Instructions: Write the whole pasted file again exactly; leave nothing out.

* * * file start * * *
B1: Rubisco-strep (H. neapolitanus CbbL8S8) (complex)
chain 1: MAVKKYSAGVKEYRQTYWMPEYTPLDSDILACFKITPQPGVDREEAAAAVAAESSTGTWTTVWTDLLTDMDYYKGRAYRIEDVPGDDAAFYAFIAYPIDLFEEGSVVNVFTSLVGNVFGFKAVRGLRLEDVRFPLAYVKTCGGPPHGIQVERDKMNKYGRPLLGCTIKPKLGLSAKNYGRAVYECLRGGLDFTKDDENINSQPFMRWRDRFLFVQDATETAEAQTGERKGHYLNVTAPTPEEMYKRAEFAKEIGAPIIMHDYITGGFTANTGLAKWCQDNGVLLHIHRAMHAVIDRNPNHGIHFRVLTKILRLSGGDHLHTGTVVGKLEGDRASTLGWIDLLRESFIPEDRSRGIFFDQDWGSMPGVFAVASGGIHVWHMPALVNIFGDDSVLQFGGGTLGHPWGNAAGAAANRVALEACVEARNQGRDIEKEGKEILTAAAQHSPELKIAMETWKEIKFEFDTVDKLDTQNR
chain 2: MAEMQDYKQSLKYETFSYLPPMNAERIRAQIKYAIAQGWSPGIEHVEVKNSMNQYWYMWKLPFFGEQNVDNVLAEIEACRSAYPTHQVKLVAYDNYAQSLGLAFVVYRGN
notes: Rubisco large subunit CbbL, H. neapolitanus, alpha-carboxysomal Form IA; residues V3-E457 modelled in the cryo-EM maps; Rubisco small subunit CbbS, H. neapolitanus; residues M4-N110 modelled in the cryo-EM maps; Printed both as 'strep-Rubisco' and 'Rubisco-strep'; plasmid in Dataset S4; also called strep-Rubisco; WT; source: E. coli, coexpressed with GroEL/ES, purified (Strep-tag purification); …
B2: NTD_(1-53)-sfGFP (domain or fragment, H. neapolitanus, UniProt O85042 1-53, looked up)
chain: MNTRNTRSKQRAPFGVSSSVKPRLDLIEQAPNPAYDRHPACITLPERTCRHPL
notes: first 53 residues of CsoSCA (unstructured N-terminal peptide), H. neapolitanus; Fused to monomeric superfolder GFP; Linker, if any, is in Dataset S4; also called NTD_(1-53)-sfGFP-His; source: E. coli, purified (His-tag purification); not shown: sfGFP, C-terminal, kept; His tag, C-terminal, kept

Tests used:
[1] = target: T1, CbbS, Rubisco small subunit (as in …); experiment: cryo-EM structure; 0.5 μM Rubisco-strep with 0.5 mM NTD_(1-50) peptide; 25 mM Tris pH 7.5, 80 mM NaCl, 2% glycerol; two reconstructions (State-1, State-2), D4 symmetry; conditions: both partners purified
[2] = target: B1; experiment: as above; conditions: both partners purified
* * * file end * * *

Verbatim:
B1: Rubisco-strep (H. neapolitanus CbbL8S8) (complex)
chain 1: MAVKKYSAGVKEYRQTYWMPEYTPLDSDILACFKITPQPGVDREEAAAAVAAESSTGTWTTVWTDLLTDMDYYKGRAYRIEDVPGDDAAFYAFIAYPIDLFEEGSVVNVFTSLVGNVFGFKAVRGLRLEDVRFPLAYVKTCGGPPHGIQVERDKMNKYGRPLLGCTIKPKLGLSAKNYGRAVYECLRGGLDFTKDDENINSQPFMRWRDRFLFVQDATETAEAQTGERKGHYLNVTAPTPEEMYKRAEFAKEIGAPIIMHDYITGGFTANTGLAKWCQDNGVLLHIHRAMHAVIDRNPNHGIHFRVLTKILRLSGGDHLHTGTVVGKLEGDRASTLGWIDLLRESFIPEDRSRGIFFDQDWGSMPGVFAVASGGIHVWHMPALVNIFGDDSVLQFGGGTLGHPWGNAAGAAANRVALEACVEARNQGRDIEKEGKEILTAAAQHSPELKIAMETWKEIKFEFDTVDKLDTQNR
chain 2: MAEMQDYKQSLKYETFSYLPPMNAERIRAQIKYAIAQGWSPGIEHVEVKNSMNQYWYMWKLPFFGEQNVDNVLAEIEACRSAYPTHQVKLVAYDNYAQSLGLAFVVYRGN
notes: Rubisco large subunit CbbL, H. neapolitanus, alpha-carboxysomal Form IA; residues V3-E457 modelled in the cryo-EM maps; Rubisco small subunit CbbS, H. neapolitanus; residues M4-N110 modelled in the cryo-EM maps; Printed both as 'strep-Rubisco' and 'Rubisco-strep'; plasmid in Dataset S4; also called strep-Rubisco; WT; source: E. coli, coexpressed with GroEL/ES, purified (Strep-tag purification); …
B2: NTD_(1-53)-sfGFP (domain or fragment, H. neapolitanus, UniProt O85042 1-53, looked up)
chain: MNTRNTRSKQRAPFGVSSSVKPRLDLIEQAPNPAYDRHPACITLPERTCRHPL
notes: first 53 residues of CsoSCA (unstructured N-terminal peptide), H. neapolitanus; Fused to monomeric superfolder GFP; Linker, if any, is in Dataset S4; also called NTD_(1-53)-sfGFP-His; source: E. coli, purified (His-tag purification); not shown: sfGFP, C-terminal, kept; His tag, C-terminal, kept

Tests used:
[1] = target: T1, CbbS, Rubisco small subunit (as in …); experiment: cryo-EM structure; 0.5 μM Rubisco-strep with 0.5 mM NTD_(1-50) peptide; 25 mM Tris pH 7.5, 80 mM NaCl, 2% glycerol; two reconstructions (State-1, State-2), D4 symmetry; conditions: both partners purified
[2] = target: B1; experiment: as above; conditions: both partners purified